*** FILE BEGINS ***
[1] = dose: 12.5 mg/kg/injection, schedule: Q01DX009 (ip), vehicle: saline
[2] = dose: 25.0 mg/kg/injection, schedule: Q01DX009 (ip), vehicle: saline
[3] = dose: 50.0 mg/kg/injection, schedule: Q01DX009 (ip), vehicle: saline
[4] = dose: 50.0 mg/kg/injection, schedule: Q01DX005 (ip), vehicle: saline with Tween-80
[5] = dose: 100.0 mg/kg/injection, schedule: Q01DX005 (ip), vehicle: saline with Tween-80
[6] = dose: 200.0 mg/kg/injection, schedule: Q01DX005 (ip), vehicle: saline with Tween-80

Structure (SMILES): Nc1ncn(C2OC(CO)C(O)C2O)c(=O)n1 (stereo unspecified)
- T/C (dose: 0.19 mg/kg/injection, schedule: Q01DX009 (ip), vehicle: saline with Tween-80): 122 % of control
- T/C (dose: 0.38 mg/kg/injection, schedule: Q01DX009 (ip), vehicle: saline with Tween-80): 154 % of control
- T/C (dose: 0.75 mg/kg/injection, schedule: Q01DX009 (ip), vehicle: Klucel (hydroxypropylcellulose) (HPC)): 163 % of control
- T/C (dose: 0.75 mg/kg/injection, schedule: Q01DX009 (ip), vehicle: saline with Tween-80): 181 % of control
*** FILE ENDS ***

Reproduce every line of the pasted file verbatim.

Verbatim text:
[1] = dose: 12.5 mg/kg/injection, schedule: Q01DX009 (ip), vehicle: saline
[2] = dose: 25.0 mg/kg/injection, schedule: Q01DX009 (ip), vehicle: saline
[3] = dose: 50.0 mg/kg/injection, schedule: Q01DX009 (ip), vehicle: saline
[4] = dose: 50.0 mg/kg/injection, schedule: Q01DX005 (ip), vehicle: saline with Tween-80
[5] = dose: 100.0 mg/kg/injection, schedule: Q01DX005 (ip), vehicle: saline with Tween-80
[6] = dose: 200.0 mg/kg/injection, schedule: Q01DX005 (ip), vehicle: saline with Tween-80

Structure (SMILES): Nc1ncn(C2OC(CO)C(O)C2O)c(=O)n1 (stereo unspecified)
- T/C (dose: 0.19 mg/kg/injection, schedule: Q01DX009 (ip), vehicle: saline with Tween-80): 122 % of control
- T/C (dose: 0.38 mg/kg/injection, schedule: Q01DX009 (ip), vehicle: saline with Tween-80): 154 % of control
- T/C (dose: 0.75 mg/kg/injection, schedule: Q01DX009 (ip), vehicle: Klucel (hydroxypropylcellulose) (HPC)): 163 % of control
- T/C (dose: 0.75 mg/kg/injection, schedule: Q01DX009 (ip), vehicle: saline with Tween-80): 181 % of control